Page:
A data-driven approach to remote overland travel allows you to gather information about current conditions, identify best routes, bailout plans, and successfully explore the wild.
AKP Snow Science Fundraiser
Contact: Luc Mehl
These resources are described in some detail, including video tutorials, at thingstolucat.com. I recommend creating a bookmarks folder for our day together, bookmark the pages that you want to return to.
Remote Overland Travel
- Information Gathering
- Route Planning
- During the Trip
- Blogs & Guidebooks
- Social media
- Public routes, e.g., “How has Mt. _____ been climbed?”
Remote Sensing, Near Real-time Imagery
- MODIS: 2x daily, 250m resolution, NASA Worldview
- Landsat: 30m resolution, Sentinel Hub
- Sentinel 2 L2A: 4-5x /week, 10m resolution, Sentinel Hub
- Sentinel 1: Radar, “smoothness,” 5-20m resolution. Can be the best option in winter, high latitudes, Sentinel EO Browser
CalTopo has added some of these imagery sources, but with limited options (one image per week, etc.)
High-resolution Satellite Imagery
- Google Earth: 15m to 15cm
- ESRI Worldview: 15m, 2.5m, 0.5m, via Bing Aerial or any ESRI portal (e.g., DNR), is often higher resolution than Google Earth. Available with Gaia Pro, can be manually loaded with Gaia Standard.
- Arctic DEM
- Historic: AOOS Historic Sensor Map
Google Earth: 3D Planning
- Google Earth’s different flavors
- import topo (superoverlay.kml, Earth Point, or topoView)
- historical imagery
- elevation profile
- slope % to degrees
- create route
- share route
CalTopo: 2d Planning
- $20 annual subscription to access the superoverlay.kml (Free upgrade for SAR)
- Download the superoverlay.kml to view topo map, etc.
Gaiagps.com: 2D Planning
- 6-month Premium promo code only valid for new users
- If you already have an account, small discount code
- Website features
- base layers
- route planning
- community tracks
Manually import basemaps:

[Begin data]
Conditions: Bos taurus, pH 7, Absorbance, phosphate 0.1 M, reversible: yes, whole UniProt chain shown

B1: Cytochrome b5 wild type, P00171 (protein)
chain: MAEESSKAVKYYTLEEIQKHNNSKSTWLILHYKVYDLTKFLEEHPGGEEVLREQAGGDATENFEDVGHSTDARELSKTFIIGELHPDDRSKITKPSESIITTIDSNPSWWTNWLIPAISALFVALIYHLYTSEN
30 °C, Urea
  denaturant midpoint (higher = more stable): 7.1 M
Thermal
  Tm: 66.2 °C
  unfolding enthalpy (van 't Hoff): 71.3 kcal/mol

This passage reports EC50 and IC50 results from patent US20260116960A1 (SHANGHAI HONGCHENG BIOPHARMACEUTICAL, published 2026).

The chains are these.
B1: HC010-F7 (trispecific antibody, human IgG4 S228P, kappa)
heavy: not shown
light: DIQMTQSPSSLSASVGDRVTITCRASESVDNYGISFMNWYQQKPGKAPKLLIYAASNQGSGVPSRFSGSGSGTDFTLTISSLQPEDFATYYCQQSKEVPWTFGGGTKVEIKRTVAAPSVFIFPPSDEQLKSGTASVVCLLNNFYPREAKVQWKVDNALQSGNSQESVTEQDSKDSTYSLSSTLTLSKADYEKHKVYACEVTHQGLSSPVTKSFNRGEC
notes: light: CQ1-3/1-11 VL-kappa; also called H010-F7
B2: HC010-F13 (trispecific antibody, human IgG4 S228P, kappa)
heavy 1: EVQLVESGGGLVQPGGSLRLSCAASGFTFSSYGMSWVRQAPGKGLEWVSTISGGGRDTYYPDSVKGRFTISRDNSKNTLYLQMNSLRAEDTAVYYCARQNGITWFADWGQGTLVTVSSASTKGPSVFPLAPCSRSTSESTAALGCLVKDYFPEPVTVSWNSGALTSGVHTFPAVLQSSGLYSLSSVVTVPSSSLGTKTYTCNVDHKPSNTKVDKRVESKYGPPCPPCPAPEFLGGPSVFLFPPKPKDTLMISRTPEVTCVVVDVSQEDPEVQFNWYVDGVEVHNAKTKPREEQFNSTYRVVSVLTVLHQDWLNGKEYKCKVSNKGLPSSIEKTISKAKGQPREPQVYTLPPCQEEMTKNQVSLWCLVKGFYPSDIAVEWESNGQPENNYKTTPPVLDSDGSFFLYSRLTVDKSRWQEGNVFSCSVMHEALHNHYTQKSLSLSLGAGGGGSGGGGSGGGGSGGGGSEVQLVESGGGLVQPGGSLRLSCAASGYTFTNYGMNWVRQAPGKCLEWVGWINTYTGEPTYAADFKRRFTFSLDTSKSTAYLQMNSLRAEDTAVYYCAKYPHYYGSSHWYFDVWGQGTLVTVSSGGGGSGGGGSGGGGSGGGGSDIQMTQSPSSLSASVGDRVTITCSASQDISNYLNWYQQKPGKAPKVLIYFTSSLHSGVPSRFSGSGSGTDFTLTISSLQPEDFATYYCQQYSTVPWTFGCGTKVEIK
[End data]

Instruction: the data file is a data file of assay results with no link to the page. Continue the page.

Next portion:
Working with Topo Maps
- CalTopo offers a very mature printing interface. Unfortunately, I find that most of the maps in Alaska need some contrast adjustment to be workable.
- USGS quads can be downloaded and printed for free from topoView. No easy way to add routes.
- DNR offers topo maps for view and print, without having to select individual quads. No easy way to add routes.
- QGis is open source software that can be used to create maps (georeferenced or not) with various free basemaps. Routes can be added easily.
Phone as GPS
- Faster processor
- Larger screen
- More basemap options
- Everyone has one
- Easily transfer information
- Battery life
- Bright sky / wet screen
- The GPS-A chip in phones can actually be more accurate than a standalone unit, but only when near cell towers.
- The GPS chip in phones is only accurate to 100 ft, and in practice, two side-by-side phones can record locations several hundred feet apart.
- Bad Elf makes a plug-in accessory that boosts accuracy to 10 ft. This accessory is not field-tough.
- Bad Elf makes a standalone GPS unit that gets 10 foot accuracy and plays well (bluetooth) with Gaia and other apps.
- topo and satellite layers
- slope angle shading overlay
- import route
- hidden features: line of sight, distance and bearing
- manually enter point (choose 2)
- 63.065852°, -151.009386°
- 67° 4’46.94″N, 158°56’32.86″W
- 62° 6.858’N, 144° 39.006’W
- 4 V, 551721.70 m E, 6305751.73 m N
- import point/route from text or email
- battery life
Managing phone batteries
- best practices
- solar panels
- extra batteries